World AIDS Day 2008

Image for article titled World AIDS Day 2008

Here's a thought experiment: What if black America was its own country? We'd be relatively big, with a population roughly the size of the northeastern United States. We'd have an up-and-coming economy, in league with countries like South Africa and Argentina. And we'd be one of the least healthy places on Earth.  


Black folks have made remarkable strides since the civil rights movement's apex. We're equal under the law, building a middle class and running corporations—not to mention a superpower nation. But we've made little to no progress on the most important measure: staying alive. From infant mortality to diabetes, an independent black America would look more like the world's poorest nations than the rich one it's actually part of.

Nowhere is that ugly fact more evident than in AIDS. As my Black AIDS Institute colleagues pointed out in a report this summer, a free-standing black America would have a larger epidemic than about half the countries that get billions of dollars in special assistance from the U.S. to fight HIV. Physician, heal thyself as well. 

That's exactly what Barack Obama says he's gonna do. It's one not-so-symbolic reason to celebrate the Obama revolution: His clear, emphatic vow to finally bring the domestic HIV epidemic under control. That's an important point to remember as we mark yet another World AIDS Day today. More than a quarter century into this epidemic, the annual outpouring of empathetic rhetoric that clamors up every Dec. 1 stands to actually have some meaning—if we hold our man Barack to his word.

It's significant that Obama has been out front on AIDS in a deeply personal way. He and Michelle took public HIV tests during a trip to Kenya two years ago.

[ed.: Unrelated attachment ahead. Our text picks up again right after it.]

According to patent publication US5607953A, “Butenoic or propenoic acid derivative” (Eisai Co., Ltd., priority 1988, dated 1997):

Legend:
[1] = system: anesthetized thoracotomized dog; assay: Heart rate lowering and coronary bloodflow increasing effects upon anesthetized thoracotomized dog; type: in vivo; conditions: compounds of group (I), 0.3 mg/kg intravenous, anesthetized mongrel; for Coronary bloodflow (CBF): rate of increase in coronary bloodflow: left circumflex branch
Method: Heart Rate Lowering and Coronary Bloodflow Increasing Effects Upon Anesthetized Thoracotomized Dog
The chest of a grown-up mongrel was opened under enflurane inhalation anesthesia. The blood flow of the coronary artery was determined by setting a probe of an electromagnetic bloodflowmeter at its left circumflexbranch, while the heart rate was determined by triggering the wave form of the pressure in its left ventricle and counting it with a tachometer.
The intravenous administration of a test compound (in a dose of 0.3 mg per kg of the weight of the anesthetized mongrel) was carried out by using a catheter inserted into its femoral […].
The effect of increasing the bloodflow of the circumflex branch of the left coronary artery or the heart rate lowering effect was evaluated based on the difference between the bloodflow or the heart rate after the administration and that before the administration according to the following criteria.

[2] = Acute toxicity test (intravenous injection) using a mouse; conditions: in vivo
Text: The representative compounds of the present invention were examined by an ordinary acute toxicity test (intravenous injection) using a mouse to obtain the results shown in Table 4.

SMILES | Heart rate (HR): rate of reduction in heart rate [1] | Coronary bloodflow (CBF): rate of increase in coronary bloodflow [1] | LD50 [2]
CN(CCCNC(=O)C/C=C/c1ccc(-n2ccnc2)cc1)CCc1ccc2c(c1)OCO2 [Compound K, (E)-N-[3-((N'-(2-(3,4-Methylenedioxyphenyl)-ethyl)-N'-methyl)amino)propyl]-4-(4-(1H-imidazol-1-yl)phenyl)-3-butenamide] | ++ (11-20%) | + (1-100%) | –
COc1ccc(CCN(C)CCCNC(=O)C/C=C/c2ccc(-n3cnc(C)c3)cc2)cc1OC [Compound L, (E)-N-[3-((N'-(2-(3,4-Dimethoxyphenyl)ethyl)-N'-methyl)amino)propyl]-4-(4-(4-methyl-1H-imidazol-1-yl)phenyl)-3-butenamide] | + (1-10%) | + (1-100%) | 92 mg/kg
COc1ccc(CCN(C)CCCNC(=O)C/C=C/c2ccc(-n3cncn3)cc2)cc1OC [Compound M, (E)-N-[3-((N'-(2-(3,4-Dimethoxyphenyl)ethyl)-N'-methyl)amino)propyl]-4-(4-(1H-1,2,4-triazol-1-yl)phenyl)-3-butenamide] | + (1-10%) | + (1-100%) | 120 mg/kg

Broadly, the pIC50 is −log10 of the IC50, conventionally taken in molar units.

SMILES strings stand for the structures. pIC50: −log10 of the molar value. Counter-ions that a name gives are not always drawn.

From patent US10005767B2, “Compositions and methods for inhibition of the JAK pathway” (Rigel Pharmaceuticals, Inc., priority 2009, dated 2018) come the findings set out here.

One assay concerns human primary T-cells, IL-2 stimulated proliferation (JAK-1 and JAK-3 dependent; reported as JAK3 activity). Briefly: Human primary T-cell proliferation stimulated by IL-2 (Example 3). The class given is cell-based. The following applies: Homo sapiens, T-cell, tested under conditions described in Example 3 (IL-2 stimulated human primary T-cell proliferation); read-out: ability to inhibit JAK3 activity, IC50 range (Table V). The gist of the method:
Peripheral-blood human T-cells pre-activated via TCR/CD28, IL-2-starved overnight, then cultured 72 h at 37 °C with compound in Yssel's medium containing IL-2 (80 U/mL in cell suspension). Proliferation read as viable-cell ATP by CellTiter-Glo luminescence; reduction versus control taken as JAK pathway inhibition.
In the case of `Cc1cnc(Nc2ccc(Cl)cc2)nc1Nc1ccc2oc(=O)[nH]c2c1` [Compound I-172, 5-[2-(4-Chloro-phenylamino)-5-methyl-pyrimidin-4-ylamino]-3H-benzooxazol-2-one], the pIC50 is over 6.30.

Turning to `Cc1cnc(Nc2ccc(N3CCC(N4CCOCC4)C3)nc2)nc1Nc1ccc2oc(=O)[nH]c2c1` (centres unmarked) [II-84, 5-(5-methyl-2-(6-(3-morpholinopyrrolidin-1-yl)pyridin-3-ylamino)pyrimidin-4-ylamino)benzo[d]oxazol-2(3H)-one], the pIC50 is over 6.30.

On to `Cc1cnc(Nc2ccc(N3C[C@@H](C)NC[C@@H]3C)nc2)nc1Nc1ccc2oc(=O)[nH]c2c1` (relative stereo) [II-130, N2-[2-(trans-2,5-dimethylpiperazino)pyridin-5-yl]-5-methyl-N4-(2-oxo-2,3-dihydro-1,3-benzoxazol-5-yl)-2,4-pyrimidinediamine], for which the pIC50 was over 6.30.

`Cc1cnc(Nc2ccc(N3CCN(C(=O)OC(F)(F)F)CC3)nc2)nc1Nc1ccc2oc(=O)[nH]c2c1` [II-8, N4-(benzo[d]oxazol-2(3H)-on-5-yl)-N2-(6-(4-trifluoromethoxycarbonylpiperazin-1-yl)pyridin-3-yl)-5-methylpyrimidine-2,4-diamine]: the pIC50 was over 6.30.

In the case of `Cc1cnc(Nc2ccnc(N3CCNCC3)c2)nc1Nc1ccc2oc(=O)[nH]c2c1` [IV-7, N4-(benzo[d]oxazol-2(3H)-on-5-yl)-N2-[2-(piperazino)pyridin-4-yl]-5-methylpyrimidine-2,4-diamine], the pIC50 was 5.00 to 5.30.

Their willingness to model a healthy sexual relationship by getting tested together offered leadership on an intransigent problem. Health officials everywhere have struggled to get more people to voluntarily learn their HIV status. As much as a third of people living with HIV in the U.S. don't know they've got it—which both fuels the virus' spread and ensures people don't get into treatment until they're sick, when it's most expensive and least likely to work. 

Obama also understands AIDS is another symptom of the larger malady that allows a host of deadly, preventable illnesses to ravage black neighborhoods. "When we are impoverished," he said in an early primary debate, "when people don't have jobs, they are more likely to be afflicted not just with AIDS, but with substance abuse problems, with guns in the streets. So it's important for us too look at the whole body here."


But complex, big-picture analysis too often becomes an excuse for inaction in the face of tough problems. On AIDS in particular, Washington has spent three decades vacillating between sitting paralyzed and lurching for quick fixes. Obama's AIDS platform, released early in the campaign, is refreshing for its willingness to see both the big picture and the devilish details. 

So what did he vow to do? Here are the three most crucial actions the president-elect has pledged—all of which are nonnegotiable if he truly intends to bring HIV to heel.